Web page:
3. srs5694

    srs5694 Member

    Messages:
    2,725
    Joined:
    May 18, 2005
    Location:
    Woonsocket,
    Shooter:
    35mm
    I'm not familiar with the Durst M605 specifically, but there are lots of sources for bulbs. B&H and Freestyle both have selections of common enlarger bulbs. You can also try lighting supply outfits, such as Bulb Connection or Atlanta Light Bulbs (I bought bulbs for my Philips PCS150 from the latter a few months ago). If you can find a bulb part number printed on the old bulb or in the manual, a Web search is likely to turn up more suppliers.

    I've bought two used enlargers on eBay, and both were missing the red filter. I can only assume that most people consider them useless, remove them, and then can't find them when they sell the enlargers. The red under-lens filter is used to enable you to position your paper without exposing it. Personally, I just do this with a scrap piece of paper and regular light. I then turn off the enlarger's light, remove the scrap paper, position the unexposed paper in its place, and expose it.

    That said, you might be able to find something at B&H or some other photo retailer. Even if you can't find something for your specific model, something for another model might work, perhaps with some jury-rigging.

    You can use an 80mm lens to enlarge 35mm negatives, but you'll need to raise the head of the enlarger higher than would be necessary with a 50mm lens. Depending on the lenses, your prints might be slightly less sharp, too.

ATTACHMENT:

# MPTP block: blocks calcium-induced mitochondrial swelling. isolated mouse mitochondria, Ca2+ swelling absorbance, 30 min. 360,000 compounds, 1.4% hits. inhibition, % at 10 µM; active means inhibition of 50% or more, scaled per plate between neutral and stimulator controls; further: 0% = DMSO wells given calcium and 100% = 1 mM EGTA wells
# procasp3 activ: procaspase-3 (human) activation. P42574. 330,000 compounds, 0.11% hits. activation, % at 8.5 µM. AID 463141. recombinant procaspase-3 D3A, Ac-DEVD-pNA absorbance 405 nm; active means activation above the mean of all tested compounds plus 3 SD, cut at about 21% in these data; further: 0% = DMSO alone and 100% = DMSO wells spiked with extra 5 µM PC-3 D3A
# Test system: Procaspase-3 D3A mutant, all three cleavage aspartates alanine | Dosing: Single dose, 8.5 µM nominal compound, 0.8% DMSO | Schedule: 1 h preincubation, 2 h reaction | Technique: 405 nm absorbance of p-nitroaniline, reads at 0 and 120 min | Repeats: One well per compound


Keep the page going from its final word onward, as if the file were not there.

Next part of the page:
You can buy new lenses from B&H, Freestyle, or other such places; however, excellent enlarging lenses are selling for a pittance on eBay. The best of the common ones are the Nikon EL-Nikkor f/2.8 (but not the f/4, which is a cheaper 4-element design; see below), the Rodenstock Rodagon f/2.8, and the Schneider Componon f/2.8. Certain models from Fuji (the EP and EX, IIRC) and others are in the same league, but are less common. A quick check on eBay shows 6-element 50mm enlarger lenses are going for $25-$100, with occasional unsold items or sub-$25 auctions. Note that many manufacturers sell cheaper 4-element designs as well as better and more expensive 6-element designs. Many manufacturers use names that end in "-ar" for the former and "-on" for the latter, but that practice isn't universal -- neither Nikon nor Fuji uses this naming convention, for instance. The point being to look for a 6-element lens, with an "-on" name being one way to spot them. In the used market, the price difference is pretty small, so unless you're desperate to save money there's no reason to go for a 4-element lens. (If you do happen to be desperate for cash, I've got a spare 4-element 50mm lens I could send to you for the cost of shipping. As 4-element lenses go it's decent.)